Dog dies from poisoning at raptor crime hot-spot
One dog has died and another became ill after consuming a 'cocktail' of poisons in Nidderdale, North Yorkshire – a known black-spot for bird of prey persecution.
Molly, a springer spaniel, and Poppy, a cocker spaniel, took ill suddenly after going for a walk on 23 April south of Pateley Bridge, within the Nidderdale Area of Outstanding National Beauty. They were taken to a local vet but sadly Molly died soon after. Poppy has since recovered.
Nidderdale AONB is a well-known raptor crime hot-spot (Chris R / commons.wikimedia.org).
Test results have now revealed that Molly had consumed a deadly mixture of chemicals including bendiocarb, alphachloralose and the banned pesticides carbofuran and isofenphos, and that this was the likely cause of death. This unusual combination of substances has been seen before in the area, causing the death of two Red Kites and a Common Buzzard since 2016.
There are fears that both dogs had inadvertently come across a poison bait which may have been placed illegally in the countryside to target birds of prey. North Yorkshire Police issued warnings to other dog owners.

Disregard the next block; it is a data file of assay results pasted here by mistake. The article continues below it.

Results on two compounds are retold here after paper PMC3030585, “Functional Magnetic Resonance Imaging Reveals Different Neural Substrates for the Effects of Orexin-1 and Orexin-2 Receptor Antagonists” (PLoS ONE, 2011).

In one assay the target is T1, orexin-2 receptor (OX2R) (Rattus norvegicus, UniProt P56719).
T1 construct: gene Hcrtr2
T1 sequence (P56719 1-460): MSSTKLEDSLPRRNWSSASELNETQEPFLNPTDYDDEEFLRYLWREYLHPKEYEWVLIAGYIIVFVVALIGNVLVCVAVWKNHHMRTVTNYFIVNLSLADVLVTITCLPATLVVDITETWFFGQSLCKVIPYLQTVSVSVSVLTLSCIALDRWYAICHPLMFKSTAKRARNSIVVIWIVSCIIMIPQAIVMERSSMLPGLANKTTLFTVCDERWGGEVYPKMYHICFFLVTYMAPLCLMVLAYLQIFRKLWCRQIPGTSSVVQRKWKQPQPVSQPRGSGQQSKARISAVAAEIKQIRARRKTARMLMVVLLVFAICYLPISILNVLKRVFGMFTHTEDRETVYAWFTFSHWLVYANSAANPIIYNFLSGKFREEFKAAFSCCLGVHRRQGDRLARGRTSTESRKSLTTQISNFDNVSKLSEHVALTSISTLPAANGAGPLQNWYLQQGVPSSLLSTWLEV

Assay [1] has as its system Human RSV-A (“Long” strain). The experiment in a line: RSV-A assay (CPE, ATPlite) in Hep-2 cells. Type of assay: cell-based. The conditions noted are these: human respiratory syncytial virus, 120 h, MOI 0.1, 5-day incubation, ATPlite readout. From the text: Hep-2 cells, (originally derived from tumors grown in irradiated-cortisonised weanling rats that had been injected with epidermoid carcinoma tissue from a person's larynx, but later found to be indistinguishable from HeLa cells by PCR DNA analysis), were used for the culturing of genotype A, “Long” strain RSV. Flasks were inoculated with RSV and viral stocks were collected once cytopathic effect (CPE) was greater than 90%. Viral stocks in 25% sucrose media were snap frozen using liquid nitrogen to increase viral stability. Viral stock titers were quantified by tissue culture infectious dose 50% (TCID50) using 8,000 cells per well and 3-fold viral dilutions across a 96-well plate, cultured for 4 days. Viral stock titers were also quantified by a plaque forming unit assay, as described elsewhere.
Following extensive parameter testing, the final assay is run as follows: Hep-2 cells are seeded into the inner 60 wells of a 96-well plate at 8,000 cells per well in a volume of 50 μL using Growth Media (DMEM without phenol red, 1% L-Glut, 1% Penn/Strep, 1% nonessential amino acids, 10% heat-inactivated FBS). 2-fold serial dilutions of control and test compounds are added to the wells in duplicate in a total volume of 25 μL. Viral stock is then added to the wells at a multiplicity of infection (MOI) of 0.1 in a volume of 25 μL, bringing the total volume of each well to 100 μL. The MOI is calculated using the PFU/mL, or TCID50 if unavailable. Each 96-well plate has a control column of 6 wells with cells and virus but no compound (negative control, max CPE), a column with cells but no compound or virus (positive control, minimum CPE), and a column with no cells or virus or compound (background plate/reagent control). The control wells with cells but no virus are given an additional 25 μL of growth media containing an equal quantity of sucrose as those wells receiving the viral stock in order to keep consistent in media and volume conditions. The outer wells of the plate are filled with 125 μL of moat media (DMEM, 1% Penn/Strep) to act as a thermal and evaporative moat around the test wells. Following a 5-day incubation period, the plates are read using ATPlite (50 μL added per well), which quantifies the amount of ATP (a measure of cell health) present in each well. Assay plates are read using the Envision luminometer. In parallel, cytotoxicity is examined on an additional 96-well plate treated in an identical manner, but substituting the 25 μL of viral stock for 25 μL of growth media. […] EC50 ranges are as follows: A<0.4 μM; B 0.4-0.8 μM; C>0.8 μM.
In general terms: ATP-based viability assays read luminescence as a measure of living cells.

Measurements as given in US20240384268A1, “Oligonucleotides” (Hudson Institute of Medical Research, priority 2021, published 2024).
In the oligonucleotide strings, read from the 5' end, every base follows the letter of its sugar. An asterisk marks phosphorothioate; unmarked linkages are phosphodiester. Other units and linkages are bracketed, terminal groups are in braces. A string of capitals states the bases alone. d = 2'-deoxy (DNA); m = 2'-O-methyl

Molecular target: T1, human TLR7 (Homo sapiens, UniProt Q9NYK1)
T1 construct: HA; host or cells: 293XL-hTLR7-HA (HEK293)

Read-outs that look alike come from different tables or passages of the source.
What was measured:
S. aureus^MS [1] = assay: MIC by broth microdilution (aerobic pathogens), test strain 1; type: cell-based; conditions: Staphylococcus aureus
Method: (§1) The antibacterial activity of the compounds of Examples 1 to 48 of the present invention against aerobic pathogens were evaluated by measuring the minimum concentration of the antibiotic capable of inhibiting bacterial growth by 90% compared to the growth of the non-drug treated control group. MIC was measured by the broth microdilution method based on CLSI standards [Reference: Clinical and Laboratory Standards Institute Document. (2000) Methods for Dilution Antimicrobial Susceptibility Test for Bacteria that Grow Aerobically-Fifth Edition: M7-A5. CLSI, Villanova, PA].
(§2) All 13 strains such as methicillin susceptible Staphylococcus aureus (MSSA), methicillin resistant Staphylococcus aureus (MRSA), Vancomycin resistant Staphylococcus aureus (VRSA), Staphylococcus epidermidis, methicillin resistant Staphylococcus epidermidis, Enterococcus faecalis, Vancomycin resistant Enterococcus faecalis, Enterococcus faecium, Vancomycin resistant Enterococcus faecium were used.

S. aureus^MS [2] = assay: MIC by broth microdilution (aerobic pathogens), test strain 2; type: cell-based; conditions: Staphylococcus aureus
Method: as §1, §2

North Yorkshire has the highest rate of crimes against birds of prey in the UK, clocking up more incidents in the past seven years than any other county involving the shooting, trapping and poisoning of protected species. Within North Yorkshire, Nidderdale is one of the worst blackspots.
Inspector Matt Hagen of North Yorkshire Police said: "The fact we have seen this same combination of chemicals, the 'Nidderdale cocktail' as it is sometimes known, also cause the death of birds of prey in this same location would indicate that the poisons have been deliberately left in a place where they could be found by wildlife and unfortunately in this case, domestic pets.
"Pesticide abuse of any kind will not be tolerated and we are doing everything we can to try and find those responsible."
Molly and Poppy's family said: "It's been soul-destroying. We miss Molly every day. She was a lovely dog, daft as a brush, and she loved everything and everybody. One minute she was a lovely, bubbly spaniel and then she was gone, in a heartbeat. We took the dogs for a walk and on the way home Poppy started being sick. Then we got down the garden path and Molly started twitching. We thought it must have been something they'd eaten so we took them straight to the vets. About an hour later we got the call to say that Molly had died. We couldn’t believe it.
"It's bad enough losing an old dog, but Molly was only three and half, she was fit and healthy, and she should still be here, she didn’t need to die. We're so angry that some people think it’s alright to put out poison like that. I'd love to ask them why? And what if it had been someone's child?"
Mark Thomas, Head of Investigations at the RSPB, said: "Nidderdale is surrounded by grouse moors and sadly we know from experience, and from the government's own data, that there is a strong correlation between raptor persecution and driven grouse shooting."